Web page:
Non-ST-Segment Elevation Acute Coronary Syndrome

Non-ST-Segment Elevation Acute Coronary Syndrome

I. Definition, types of myocardial infarction, and pitfalls

A rise in troponin, per se, is diagnostic of myocardial necrosis or injury but is not sufficient to define myocardial infarction (MI), which is myocardial necrosis secondary to myocardial ischemia. Additional clinical, ECG, or echocardiographic evidence of ischemia is needed to define MI (Figure 1.1).

In fact, MI is defined as a troponin elevation above the 99th percentile of the reference limit (~0.03 ng/ml, depending on the assay) with a rise and/or fall pattern, along with any one of the following four features: (i) angina; (ii) new or dynamic ST-T abnormalities not explained by LVH or LBBB, or new Q waves; (iii) new wall motion abnormality on imaging; (iv) intracoronary thrombus on angiography.1,2

Isolated myocardial necrosis is common in critically ill patients and manifests as a troponin rise, sometimes with a rise and fall pattern, but no clinical or ECG features of MI. This troponin rise is not called MI but is called “non-MI troponin elevation” or “non-ischemic myocardial injury”.

A rise or fall in troponin is necessary to define MI. A mild, chronically elevated but stable troponin may be seen in chronic heart failure, severe left ventricular hypertrophy, or advanced kidney disease. While having a prognostic value, this stable troponin rise is not diagnostic of MI. A fluctuating troponin pattern may be seen in myocarditis. Different cutoffs have been used to define a relevant troponin change, but, in general, a troponin that rises above the 99th percentile with a rise or fall of > 20% is characteristic of MI (50-80% cutoff is more applicable to low troponin levels <0.1 ng/ml).3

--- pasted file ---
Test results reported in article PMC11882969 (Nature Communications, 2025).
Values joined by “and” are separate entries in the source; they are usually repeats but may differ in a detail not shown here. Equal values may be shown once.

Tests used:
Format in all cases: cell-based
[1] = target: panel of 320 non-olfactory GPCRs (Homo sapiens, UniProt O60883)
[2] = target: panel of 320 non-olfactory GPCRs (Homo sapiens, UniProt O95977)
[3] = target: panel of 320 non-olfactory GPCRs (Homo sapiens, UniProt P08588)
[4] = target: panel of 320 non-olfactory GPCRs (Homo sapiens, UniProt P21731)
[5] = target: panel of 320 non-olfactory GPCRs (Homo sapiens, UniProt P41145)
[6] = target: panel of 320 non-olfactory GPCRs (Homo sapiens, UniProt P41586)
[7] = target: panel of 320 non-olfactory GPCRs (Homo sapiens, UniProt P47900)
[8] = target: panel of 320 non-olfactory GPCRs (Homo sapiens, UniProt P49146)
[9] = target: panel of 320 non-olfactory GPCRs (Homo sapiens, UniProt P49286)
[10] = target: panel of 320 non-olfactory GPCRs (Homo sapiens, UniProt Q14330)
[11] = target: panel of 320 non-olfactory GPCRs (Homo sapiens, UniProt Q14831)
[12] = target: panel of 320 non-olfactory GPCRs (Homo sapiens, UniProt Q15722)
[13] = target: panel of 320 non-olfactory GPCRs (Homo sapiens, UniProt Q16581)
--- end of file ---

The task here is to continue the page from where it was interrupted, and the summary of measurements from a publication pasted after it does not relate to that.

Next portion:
A .Type 1 MI (spontaneous MI) = True acute coronary syndrome (ACS)

Type 1 or spontaneous MI is usually due to plaque rupture or erosion that promotes platelet aggregation, thrombus formation and microembolization of platelet aggregates.

NSTEMI is a type 1 MI without persistent ST-segment elevation. STEMI is a type 1 MI with persistent (> 20 min), ischemic ST-segment elevation.1,4 For practical purposes, ischemic symptoms with ongoing ST-segment elevation of any duration are considered STEMI and treated as such. The diagnosis may be retrospectively changed to NSTEMI if ST elevation quickly resolves without reperfusion therapy, in < 20 minutes.

Schematic illustration of diagnosis and types of myocardial infarction.

Figure 1.1 Diagnosis and types of myocardial infarction.

In NSTEMI, the thrombus is most often a platelet-rich non-occlusive thrombus. This contrasts with STEMI, which is due to an occlusive thrombus rich in platelets and fibrin. Also, NSTEMI usually has greater collateral flow to the infarct zone than STEMI.